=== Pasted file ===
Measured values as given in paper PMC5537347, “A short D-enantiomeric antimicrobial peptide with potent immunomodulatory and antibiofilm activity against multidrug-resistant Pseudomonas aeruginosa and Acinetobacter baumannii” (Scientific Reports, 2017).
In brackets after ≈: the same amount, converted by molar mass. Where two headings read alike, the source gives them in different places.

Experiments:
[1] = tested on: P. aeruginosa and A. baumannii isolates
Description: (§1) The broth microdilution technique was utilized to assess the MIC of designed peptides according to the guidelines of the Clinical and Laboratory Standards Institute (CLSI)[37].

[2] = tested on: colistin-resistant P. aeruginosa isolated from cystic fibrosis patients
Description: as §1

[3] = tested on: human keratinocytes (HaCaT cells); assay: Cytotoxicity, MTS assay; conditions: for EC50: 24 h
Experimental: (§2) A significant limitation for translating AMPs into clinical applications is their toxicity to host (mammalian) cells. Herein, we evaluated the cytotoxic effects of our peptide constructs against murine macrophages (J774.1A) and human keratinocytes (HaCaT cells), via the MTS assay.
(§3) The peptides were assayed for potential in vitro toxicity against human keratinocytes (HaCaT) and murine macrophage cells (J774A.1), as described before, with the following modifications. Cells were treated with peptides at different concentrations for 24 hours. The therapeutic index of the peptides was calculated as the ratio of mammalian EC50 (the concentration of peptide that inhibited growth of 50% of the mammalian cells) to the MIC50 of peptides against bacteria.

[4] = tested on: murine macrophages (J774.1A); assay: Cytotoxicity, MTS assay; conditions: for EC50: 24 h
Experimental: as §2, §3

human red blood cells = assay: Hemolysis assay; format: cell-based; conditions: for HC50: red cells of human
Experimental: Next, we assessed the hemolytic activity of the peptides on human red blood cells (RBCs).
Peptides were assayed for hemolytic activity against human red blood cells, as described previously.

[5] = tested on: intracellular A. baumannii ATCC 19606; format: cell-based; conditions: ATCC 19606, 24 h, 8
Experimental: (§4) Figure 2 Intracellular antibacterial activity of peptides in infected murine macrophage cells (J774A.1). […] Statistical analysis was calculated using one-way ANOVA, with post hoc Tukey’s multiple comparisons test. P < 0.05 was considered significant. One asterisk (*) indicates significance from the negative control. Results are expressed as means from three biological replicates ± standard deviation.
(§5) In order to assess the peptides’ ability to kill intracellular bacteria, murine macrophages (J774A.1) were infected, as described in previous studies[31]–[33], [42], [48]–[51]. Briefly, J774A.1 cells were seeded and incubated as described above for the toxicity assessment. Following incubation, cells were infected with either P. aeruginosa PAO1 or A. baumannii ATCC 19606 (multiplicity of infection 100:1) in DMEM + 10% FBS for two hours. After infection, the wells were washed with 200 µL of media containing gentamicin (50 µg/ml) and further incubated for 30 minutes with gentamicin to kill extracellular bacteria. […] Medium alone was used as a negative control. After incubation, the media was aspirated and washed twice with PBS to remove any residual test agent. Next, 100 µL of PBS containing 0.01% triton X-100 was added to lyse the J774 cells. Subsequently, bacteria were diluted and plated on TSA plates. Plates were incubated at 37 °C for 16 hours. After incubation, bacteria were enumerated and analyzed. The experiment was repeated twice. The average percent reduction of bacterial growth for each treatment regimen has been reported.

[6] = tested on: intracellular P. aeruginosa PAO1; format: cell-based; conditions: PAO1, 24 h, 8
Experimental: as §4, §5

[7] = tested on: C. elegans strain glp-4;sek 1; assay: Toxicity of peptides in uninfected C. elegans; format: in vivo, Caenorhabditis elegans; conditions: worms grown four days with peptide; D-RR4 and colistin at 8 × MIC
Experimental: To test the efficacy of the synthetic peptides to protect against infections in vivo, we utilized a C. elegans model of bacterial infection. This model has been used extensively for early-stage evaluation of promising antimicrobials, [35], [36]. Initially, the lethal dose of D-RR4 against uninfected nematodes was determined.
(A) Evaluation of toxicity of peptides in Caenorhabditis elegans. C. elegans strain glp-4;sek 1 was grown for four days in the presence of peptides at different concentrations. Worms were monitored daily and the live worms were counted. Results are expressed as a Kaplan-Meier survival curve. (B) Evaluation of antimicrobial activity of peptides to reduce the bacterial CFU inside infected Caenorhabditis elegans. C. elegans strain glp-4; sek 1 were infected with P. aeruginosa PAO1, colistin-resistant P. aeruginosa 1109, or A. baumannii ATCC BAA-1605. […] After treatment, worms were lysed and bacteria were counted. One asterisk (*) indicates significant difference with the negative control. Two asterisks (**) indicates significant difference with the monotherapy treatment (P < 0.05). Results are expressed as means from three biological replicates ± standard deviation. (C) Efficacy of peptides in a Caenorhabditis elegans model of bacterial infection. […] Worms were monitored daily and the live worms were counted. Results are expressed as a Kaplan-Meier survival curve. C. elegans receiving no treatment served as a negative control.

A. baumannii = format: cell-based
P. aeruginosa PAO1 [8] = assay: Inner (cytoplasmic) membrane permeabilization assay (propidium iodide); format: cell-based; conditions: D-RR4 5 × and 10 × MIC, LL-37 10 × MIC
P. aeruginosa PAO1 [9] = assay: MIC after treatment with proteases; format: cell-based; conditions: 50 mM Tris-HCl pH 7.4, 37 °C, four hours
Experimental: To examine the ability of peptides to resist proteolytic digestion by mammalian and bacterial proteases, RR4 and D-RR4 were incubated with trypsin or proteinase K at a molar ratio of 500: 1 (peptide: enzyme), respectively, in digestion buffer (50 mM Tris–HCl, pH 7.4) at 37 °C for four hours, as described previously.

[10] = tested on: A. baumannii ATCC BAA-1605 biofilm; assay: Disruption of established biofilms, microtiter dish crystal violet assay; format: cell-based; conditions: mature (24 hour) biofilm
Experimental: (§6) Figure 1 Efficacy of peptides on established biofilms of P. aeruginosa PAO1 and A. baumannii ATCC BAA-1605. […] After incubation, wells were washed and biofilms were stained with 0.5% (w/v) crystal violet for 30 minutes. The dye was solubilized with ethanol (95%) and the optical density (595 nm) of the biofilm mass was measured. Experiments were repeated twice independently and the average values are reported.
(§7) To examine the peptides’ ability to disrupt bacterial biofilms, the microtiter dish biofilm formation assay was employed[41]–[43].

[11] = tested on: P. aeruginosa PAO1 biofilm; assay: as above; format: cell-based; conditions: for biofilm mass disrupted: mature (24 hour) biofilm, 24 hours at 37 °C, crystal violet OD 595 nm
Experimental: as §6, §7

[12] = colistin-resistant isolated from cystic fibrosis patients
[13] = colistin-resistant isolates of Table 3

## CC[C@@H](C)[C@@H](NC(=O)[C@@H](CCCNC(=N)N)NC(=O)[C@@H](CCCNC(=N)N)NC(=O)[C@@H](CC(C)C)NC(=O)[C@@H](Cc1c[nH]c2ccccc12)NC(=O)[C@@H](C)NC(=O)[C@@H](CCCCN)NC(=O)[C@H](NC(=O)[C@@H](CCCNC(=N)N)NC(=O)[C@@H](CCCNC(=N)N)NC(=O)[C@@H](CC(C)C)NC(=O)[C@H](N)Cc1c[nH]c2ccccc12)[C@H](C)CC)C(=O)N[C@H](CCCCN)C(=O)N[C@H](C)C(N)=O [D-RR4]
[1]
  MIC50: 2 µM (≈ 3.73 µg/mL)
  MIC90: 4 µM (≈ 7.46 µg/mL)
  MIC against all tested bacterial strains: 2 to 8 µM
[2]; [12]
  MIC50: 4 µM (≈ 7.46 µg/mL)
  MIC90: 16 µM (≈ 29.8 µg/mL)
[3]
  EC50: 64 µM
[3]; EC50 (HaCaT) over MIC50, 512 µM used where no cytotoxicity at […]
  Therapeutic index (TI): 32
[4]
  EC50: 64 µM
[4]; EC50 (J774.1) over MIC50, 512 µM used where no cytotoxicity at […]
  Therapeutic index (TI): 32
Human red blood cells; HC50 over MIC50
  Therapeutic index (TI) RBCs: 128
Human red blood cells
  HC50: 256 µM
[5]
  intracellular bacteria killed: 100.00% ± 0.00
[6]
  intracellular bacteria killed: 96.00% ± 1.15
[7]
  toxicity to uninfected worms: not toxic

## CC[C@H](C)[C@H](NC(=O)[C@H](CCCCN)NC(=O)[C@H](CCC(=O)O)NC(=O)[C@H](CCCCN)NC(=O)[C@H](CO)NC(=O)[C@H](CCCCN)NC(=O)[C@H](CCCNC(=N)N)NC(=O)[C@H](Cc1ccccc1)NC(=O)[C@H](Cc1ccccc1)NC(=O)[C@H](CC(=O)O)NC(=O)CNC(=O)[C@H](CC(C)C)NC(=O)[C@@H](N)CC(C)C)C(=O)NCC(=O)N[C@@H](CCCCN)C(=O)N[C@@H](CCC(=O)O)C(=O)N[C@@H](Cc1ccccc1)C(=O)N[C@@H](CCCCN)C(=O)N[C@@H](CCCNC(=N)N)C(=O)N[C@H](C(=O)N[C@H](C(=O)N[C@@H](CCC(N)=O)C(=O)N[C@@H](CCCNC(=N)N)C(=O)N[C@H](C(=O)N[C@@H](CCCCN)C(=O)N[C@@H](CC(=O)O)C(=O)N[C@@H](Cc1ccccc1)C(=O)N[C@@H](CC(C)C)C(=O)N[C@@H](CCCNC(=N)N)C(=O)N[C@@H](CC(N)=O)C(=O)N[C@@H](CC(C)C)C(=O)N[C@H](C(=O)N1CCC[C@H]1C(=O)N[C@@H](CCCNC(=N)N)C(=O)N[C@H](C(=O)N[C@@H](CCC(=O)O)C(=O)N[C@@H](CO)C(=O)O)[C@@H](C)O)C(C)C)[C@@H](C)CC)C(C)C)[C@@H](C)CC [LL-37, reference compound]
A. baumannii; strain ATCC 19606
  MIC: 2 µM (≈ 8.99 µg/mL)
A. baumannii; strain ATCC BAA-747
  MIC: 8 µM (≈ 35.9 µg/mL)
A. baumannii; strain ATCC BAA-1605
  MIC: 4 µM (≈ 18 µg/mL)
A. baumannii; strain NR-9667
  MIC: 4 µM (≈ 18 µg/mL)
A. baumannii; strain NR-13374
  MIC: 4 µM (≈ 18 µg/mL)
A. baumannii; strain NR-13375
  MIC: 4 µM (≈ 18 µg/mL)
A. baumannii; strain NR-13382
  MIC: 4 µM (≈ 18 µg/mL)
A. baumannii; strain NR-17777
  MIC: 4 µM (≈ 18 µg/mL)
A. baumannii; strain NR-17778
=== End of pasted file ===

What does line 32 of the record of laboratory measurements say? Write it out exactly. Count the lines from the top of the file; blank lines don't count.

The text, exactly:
Experimental: as §6, §7